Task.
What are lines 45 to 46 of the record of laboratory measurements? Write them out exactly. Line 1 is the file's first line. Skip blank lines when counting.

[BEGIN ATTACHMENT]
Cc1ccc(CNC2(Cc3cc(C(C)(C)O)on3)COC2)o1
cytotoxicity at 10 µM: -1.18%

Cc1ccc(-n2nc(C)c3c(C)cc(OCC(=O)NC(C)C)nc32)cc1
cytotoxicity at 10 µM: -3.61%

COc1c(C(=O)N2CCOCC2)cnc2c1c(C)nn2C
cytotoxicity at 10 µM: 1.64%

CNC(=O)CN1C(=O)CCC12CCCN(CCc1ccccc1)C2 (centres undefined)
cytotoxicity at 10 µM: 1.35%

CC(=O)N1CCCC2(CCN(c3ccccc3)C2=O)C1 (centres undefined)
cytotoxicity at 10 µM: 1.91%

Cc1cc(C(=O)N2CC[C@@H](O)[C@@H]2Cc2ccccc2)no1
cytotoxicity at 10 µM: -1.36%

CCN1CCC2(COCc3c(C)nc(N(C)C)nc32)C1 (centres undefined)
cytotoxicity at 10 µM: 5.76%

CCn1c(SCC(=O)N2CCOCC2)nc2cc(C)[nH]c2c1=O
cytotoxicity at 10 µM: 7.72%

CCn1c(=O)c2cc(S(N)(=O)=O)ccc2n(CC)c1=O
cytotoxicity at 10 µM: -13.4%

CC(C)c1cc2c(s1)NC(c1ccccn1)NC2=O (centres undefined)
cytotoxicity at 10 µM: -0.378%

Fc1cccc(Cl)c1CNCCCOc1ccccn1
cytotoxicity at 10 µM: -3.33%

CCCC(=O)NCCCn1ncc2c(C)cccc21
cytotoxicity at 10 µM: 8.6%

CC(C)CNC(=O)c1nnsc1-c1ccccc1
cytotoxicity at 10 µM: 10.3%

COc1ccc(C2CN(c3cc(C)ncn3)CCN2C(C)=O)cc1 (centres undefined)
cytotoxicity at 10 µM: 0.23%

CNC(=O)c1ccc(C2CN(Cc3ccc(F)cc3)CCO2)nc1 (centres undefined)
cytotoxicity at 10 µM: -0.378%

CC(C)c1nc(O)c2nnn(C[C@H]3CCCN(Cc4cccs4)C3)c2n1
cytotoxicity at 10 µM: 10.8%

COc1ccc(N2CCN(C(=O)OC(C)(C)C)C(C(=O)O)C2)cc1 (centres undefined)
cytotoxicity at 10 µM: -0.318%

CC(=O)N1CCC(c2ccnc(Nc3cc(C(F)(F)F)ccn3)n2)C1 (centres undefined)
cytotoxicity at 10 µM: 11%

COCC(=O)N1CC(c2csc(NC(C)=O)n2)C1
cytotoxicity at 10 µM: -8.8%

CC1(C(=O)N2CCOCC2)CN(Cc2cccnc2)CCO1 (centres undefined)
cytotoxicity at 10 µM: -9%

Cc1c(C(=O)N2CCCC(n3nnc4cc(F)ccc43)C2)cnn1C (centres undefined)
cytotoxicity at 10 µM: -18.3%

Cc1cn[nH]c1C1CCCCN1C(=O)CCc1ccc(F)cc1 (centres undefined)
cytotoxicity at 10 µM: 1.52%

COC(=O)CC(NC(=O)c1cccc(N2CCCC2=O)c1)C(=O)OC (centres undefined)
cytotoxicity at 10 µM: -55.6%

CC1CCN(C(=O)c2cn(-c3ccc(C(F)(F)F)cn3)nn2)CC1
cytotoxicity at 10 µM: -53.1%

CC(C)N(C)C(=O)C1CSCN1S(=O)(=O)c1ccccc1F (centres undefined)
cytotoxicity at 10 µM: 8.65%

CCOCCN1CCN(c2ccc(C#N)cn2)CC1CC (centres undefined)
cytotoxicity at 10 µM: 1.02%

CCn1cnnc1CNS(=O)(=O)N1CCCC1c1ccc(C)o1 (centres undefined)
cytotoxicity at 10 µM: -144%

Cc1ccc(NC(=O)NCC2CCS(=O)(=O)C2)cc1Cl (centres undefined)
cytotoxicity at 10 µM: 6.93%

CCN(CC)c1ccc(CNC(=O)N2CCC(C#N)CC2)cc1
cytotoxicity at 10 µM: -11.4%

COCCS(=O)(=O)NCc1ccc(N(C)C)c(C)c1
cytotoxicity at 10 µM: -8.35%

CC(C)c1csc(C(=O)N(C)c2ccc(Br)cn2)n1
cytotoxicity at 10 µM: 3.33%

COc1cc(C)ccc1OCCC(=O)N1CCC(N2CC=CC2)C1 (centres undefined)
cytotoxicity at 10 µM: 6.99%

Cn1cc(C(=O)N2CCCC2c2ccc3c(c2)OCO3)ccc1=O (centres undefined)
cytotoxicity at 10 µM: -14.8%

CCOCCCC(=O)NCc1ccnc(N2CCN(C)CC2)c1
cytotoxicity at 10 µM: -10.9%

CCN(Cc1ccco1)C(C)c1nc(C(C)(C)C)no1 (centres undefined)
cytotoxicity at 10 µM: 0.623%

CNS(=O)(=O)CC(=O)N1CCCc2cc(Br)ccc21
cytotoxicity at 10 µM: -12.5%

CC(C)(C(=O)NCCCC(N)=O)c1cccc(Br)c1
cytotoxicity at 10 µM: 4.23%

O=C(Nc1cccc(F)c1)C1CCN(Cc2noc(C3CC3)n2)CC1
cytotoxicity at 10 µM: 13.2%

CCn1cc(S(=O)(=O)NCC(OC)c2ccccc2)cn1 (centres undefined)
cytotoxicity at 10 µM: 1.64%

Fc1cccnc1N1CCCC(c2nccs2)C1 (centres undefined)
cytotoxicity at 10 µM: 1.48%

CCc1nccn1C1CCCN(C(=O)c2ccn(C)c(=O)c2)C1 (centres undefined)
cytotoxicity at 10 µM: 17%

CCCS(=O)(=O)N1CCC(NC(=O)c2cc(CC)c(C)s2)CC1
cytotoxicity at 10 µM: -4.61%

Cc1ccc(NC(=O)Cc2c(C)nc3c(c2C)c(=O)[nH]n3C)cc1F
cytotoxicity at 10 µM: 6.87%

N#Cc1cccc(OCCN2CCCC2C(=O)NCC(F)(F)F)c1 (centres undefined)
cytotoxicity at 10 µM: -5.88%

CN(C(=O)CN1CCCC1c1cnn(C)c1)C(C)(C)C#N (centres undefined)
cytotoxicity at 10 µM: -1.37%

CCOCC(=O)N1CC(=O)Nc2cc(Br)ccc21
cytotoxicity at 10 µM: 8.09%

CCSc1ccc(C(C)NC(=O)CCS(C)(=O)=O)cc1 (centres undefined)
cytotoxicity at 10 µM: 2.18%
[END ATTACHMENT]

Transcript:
COC(=O)CC(NC(=O)c1cccc(N2CCCC2=O)c1)C(=O)OC (centres undefined)
cytotoxicity at 10 µM: -55.6%